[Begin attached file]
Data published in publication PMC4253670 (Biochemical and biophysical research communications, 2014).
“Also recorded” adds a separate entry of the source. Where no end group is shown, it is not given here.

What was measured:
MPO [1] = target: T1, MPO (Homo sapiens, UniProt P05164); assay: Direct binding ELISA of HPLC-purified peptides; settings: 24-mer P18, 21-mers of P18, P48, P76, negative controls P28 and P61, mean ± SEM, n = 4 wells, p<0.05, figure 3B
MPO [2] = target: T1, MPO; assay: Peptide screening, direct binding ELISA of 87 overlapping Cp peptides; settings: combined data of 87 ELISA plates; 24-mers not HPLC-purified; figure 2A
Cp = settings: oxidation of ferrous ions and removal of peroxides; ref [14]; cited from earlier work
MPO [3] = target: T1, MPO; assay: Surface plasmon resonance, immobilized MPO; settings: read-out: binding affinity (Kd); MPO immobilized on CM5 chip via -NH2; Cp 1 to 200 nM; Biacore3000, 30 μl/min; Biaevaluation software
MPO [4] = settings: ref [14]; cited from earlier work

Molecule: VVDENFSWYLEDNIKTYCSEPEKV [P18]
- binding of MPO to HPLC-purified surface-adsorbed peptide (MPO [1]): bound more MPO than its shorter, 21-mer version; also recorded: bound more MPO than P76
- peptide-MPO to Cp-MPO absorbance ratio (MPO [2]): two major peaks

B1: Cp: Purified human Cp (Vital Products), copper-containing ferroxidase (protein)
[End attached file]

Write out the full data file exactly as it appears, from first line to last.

Data published in publication PMC4253670 (Biochemical and biophysical research communications, 2014).
“Also recorded” adds a separate entry of the source. Where no end group is shown, it is not given here.

What was measured:
MPO [1] = target: T1, MPO (Homo sapiens, UniProt P05164); assay: Direct binding ELISA of HPLC-purified peptides; settings: 24-mer P18, 21-mers of P18, P48, P76, negative controls P28 and P61, mean ± SEM, n = 4 wells, p<0.05, figure 3B
MPO [2] = target: T1, MPO; assay: Peptide screening, direct binding ELISA of 87 overlapping Cp peptides; settings: combined data of 87 ELISA plates; 24-mers not HPLC-purified; figure 2A
Cp = settings: oxidation of ferrous ions and removal of peroxides; ref [14]; cited from earlier work
MPO [3] = target: T1, MPO; assay: Surface plasmon resonance, immobilized MPO; settings: read-out: binding affinity (Kd); MPO immobilized on CM5 chip via -NH2; Cp 1 to 200 nM; Biacore3000, 30 μl/min; Biaevaluation software
MPO [4] = settings: ref [14]; cited from earlier work

Molecule: VVDENFSWYLEDNIKTYCSEPEKV [P18]
- binding of MPO to HPLC-purified surface-adsorbed peptide (MPO [1]): bound more MPO than its shorter, 21-mer version; also recorded: bound more MPO than P76
- peptide-MPO to Cp-MPO absorbance ratio (MPO [2]): two major peaks

B1: Cp: Purified human Cp (Vital Products), copper-containing ferroxidase (protein)